I had a different thought. You can run a macro to clean up the styles in your linked document. The trick is that you have to have access to the Word document in the network folder (or wherever it's stored) and the authority to do style changes. What I do is assign a series of templates that include one that has the macro I use to remove unused styles. I know there are things you can do to 'lock down' a Word document and only have a specified set of styles available to the SME, but I haven't done more than research that option. I interpret what Peter wrote above to mean that you need to have a clean Word document, with styles properly applied, to get a clean output in the HTML file(s) that RoboHelp generates because cleaning up the HTML file(s) that RoboHelp generates will take you directly to The Hamster Wheel of Frustration, which is described below - stay tuned!

            Here's some other thoughts about what can go terribly wrong:

            1. The Word documents are renamed by the SMEs. After that happened, I added a note in the header of the Word doc that says, more or less, 'this document is linked to a RoboHelp project and should not be renamed. If you think it should, please email me' and then my email address.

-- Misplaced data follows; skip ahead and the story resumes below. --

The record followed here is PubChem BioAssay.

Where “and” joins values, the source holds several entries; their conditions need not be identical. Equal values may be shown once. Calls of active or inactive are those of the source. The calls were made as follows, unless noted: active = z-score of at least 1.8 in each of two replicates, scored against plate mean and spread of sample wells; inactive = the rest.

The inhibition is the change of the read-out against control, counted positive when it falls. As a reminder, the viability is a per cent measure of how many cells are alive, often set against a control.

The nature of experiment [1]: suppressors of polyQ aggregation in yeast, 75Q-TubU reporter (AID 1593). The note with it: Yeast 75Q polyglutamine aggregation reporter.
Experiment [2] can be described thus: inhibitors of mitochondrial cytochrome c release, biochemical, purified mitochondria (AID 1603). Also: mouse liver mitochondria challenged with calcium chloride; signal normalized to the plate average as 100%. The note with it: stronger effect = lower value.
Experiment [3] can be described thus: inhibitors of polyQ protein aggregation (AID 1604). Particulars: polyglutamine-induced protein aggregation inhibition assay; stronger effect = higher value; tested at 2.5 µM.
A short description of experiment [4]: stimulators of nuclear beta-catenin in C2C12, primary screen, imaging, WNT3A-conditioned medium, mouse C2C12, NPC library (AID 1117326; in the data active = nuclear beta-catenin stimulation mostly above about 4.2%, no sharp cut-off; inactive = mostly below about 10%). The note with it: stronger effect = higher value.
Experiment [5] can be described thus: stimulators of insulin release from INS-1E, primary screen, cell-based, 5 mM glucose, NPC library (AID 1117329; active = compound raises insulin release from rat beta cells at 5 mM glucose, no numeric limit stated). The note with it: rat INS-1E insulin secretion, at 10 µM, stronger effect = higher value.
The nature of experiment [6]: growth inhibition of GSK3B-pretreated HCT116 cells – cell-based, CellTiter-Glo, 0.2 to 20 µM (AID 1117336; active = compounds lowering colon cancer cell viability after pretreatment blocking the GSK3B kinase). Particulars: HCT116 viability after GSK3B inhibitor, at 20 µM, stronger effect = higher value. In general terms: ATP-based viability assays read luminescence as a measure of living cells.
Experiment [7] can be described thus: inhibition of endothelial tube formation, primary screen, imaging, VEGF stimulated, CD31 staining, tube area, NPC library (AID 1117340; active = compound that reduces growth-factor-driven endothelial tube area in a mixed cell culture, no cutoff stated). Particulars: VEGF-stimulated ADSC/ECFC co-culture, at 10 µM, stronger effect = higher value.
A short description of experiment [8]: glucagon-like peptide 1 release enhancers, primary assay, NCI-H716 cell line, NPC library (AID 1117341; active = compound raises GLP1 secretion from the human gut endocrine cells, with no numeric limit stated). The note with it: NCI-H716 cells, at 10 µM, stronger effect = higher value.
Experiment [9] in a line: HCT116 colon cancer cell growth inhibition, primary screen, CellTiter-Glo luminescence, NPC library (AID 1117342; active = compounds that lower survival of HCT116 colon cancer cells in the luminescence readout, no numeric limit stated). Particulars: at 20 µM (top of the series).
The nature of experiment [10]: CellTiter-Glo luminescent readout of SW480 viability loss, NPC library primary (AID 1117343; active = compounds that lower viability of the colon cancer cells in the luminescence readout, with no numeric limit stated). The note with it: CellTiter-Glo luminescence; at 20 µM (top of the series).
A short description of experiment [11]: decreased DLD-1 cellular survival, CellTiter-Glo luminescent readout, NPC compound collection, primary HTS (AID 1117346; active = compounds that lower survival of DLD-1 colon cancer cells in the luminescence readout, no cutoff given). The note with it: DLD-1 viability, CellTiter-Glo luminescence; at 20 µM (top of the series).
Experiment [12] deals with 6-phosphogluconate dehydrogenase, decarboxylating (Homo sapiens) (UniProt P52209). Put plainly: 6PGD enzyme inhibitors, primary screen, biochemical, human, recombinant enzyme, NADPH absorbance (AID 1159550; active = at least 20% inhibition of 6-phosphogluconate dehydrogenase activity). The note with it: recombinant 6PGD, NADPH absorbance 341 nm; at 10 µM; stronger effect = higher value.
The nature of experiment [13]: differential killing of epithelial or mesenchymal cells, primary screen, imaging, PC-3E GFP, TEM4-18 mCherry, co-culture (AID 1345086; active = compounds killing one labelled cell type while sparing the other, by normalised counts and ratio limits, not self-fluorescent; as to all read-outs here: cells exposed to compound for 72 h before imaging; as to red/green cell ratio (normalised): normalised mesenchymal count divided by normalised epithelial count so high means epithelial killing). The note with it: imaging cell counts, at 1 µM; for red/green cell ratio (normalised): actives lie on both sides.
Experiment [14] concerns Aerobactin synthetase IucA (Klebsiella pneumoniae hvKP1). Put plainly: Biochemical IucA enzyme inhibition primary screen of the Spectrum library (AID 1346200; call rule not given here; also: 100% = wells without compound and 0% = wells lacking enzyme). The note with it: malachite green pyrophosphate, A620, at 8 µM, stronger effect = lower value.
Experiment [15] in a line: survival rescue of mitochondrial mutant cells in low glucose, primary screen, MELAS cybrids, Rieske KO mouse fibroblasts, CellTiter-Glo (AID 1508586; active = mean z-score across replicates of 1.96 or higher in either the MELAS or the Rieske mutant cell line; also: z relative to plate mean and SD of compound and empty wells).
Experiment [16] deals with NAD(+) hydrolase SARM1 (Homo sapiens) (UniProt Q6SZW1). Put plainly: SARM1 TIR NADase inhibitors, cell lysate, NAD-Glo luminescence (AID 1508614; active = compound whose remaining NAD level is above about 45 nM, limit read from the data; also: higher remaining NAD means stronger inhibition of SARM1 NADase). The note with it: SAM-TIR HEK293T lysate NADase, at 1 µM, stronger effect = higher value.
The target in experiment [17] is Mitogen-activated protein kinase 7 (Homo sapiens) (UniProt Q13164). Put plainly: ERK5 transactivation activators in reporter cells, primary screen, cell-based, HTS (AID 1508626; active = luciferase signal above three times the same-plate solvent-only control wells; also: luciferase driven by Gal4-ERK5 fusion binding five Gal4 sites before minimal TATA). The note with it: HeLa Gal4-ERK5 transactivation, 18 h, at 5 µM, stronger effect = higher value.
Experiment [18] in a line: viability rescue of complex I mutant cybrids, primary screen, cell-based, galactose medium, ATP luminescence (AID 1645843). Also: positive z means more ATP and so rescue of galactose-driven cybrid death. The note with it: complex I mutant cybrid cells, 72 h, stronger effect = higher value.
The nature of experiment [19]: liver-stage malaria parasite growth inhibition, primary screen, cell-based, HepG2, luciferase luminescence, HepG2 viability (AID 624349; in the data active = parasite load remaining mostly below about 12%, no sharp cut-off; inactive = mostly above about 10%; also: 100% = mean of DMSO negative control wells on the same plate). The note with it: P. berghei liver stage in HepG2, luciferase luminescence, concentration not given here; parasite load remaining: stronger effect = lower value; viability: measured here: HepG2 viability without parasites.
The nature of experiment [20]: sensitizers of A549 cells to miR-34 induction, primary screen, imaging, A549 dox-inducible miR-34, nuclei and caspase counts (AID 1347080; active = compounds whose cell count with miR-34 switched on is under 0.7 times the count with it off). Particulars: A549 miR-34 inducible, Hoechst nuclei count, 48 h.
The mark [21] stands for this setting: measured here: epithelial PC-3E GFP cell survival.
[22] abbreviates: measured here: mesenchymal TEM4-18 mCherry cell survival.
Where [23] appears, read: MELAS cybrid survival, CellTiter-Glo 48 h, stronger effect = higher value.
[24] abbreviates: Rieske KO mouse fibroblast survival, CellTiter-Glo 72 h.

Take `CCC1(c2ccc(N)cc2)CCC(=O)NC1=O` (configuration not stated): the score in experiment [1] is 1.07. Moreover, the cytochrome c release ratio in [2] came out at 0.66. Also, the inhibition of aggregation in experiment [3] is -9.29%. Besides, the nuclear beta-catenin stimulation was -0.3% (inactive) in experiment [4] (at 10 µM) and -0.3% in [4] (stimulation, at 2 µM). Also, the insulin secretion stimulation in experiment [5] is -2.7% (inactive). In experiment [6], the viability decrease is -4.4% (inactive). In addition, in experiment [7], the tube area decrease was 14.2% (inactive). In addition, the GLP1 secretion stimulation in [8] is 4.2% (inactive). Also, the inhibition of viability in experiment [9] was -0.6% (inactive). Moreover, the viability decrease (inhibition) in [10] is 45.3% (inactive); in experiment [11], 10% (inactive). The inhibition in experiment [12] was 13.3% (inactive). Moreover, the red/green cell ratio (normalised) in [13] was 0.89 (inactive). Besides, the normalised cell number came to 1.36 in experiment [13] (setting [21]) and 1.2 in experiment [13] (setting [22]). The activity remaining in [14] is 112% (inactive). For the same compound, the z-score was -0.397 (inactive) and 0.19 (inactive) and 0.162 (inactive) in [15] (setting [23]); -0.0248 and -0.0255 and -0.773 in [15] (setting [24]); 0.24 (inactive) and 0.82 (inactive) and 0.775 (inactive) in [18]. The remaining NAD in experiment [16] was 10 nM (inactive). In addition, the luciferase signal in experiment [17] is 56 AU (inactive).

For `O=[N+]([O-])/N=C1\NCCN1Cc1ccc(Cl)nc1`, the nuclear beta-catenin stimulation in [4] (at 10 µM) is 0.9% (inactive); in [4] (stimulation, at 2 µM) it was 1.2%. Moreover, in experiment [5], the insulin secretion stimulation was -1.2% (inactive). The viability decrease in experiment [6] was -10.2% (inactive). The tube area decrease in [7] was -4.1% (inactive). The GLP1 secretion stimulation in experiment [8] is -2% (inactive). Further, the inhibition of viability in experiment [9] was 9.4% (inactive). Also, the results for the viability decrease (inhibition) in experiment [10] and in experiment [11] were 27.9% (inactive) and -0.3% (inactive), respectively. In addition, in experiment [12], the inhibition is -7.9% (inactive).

2. There's another thread about .FPJ files. Here's my thought about them - DO NOT EDIT THEM!! You may think you know what you are doing but I have had nothing but agony when I tried to 'fix' something using Noepad and what I thought was a clever idea. LEAVE THEM ALONE!!
            3. My experience and what works for me is to generate the HTML file(s) through RoboHelp immediately after I link a Word doc. In my experience, not doing so can be bad. I use a lot of folders in my Project Manager. One time, I linked Word docs in different folders and had the folder disappear in Project Manager . . . until I generated the HTML file(s). My theory is that happened because there was no information to be written to the .FPJ file. That's why I do it.

            What workflow do you use? e.g. SMEs write and update the docs, you edit then update and publish in Robohelp.